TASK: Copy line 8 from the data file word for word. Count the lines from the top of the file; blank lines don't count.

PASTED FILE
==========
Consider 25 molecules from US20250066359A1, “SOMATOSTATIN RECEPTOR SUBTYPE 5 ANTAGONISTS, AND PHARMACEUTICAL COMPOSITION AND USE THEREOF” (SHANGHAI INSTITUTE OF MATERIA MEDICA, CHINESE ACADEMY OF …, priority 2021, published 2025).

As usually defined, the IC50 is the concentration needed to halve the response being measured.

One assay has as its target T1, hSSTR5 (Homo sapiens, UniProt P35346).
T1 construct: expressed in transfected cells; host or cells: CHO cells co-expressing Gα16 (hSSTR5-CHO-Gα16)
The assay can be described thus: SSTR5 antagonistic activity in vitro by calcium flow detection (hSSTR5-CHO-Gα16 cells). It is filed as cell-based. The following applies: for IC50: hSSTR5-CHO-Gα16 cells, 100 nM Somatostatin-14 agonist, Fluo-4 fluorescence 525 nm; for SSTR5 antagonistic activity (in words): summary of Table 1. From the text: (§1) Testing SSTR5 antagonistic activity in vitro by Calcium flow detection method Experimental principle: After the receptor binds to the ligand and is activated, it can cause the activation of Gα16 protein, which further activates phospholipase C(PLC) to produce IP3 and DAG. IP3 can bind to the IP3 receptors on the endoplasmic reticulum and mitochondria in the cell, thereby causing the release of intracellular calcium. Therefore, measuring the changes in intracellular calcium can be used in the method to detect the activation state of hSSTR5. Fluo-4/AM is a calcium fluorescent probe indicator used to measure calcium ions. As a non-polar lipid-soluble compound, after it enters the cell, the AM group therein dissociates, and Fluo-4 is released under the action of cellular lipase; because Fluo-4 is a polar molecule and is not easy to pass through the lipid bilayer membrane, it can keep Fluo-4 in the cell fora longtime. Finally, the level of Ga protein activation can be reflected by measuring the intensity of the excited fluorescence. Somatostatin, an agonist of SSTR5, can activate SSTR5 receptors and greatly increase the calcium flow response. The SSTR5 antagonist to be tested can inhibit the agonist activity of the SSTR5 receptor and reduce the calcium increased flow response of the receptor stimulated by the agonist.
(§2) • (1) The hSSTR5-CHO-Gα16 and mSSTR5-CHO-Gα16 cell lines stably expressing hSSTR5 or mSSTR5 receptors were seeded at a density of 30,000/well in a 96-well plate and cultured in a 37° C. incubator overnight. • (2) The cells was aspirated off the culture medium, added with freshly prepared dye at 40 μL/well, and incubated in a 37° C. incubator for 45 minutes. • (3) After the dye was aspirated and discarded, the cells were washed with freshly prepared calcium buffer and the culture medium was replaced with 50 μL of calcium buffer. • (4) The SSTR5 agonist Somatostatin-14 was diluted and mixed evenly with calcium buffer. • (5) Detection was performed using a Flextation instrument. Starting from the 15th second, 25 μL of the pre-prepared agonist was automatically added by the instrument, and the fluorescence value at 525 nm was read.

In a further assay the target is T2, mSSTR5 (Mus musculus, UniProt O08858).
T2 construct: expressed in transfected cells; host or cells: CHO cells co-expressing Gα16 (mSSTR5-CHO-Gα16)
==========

T2 construct: expressed in transfected cells; host or cells: CHO cells co-expressing Gα16 (mSSTR5-CHO-Gα16)